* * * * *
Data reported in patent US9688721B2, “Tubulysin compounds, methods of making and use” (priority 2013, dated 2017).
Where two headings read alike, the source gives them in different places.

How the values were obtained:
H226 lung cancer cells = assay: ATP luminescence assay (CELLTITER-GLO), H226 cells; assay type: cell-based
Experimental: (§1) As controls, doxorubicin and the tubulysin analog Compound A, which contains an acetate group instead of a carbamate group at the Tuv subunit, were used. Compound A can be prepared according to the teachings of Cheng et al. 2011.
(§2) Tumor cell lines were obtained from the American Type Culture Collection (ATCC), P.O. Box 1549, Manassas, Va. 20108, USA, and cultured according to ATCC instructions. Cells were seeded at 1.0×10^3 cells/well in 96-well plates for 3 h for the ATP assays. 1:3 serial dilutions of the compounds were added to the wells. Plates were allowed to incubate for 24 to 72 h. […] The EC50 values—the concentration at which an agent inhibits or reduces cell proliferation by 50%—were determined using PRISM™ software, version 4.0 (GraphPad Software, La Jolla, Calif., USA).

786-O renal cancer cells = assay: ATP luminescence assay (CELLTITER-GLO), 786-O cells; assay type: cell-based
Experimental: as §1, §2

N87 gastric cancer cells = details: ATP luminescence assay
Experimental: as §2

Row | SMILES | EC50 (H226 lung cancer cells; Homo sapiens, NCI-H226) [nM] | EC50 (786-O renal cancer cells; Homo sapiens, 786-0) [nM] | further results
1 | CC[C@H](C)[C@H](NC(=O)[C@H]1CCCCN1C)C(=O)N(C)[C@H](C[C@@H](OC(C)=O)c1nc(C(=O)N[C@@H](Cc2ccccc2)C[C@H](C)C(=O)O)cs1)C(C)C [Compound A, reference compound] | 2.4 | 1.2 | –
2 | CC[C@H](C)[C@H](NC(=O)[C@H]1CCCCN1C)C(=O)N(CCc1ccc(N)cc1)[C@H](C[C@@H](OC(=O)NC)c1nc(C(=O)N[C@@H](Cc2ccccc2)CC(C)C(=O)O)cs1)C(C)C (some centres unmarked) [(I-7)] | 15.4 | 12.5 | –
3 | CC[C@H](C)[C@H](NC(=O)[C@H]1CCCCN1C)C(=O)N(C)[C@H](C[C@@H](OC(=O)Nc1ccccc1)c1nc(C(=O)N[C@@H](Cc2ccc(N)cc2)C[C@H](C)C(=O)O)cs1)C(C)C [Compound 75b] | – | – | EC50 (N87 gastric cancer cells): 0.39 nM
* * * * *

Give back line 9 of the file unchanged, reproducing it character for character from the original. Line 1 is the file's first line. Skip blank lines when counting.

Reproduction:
N87 gastric cancer cells = details: ATP luminescence assay